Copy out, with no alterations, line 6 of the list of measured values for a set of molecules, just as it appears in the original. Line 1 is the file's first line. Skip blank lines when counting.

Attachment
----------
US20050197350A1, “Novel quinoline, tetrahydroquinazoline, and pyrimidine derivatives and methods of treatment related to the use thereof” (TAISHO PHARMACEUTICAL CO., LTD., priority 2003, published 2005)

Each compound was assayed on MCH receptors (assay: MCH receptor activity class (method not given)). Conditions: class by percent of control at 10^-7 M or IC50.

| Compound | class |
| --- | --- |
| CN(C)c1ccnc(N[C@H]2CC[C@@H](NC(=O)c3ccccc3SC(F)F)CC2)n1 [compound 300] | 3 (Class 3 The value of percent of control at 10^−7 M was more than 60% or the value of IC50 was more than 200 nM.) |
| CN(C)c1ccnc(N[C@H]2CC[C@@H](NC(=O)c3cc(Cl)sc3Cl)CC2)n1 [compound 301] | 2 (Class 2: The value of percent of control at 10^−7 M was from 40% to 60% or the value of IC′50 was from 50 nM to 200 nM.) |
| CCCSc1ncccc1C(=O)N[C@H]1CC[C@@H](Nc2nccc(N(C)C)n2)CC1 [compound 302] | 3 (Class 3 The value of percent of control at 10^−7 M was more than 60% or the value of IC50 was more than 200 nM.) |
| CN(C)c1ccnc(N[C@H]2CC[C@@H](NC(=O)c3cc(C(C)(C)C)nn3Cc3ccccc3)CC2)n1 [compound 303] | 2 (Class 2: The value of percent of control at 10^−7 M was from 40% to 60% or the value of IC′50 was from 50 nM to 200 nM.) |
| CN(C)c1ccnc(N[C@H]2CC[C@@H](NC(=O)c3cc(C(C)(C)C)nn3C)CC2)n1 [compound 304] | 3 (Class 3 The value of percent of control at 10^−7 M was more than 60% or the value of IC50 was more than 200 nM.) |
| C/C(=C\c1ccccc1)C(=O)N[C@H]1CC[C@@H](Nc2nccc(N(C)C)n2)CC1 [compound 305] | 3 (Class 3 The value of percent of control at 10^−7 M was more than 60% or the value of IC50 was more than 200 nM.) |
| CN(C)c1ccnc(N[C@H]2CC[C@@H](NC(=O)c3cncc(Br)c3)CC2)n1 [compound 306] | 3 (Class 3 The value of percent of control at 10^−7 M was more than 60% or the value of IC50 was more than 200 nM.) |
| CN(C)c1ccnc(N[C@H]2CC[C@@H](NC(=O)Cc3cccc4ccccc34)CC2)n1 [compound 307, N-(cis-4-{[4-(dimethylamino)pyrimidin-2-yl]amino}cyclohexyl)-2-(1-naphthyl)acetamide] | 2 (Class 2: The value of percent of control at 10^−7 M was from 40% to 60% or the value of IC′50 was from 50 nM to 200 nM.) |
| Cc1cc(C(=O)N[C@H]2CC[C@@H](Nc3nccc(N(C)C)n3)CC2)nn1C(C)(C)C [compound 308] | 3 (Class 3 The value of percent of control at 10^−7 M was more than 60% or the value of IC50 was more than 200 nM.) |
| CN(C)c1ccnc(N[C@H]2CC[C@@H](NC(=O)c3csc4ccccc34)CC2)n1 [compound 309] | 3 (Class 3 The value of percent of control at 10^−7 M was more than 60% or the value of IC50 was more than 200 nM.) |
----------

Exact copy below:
| CN(C)c1ccnc(N[C@H]2CC[C@@H](NC(=O)c3cc(Cl)sc3Cl)CC2)n1 [compound 301] | 2 (Class 2: The value of percent of control at 10^−7 M was from 40% to 60% or the value of IC′50 was from 50 nM to 200 nM.) |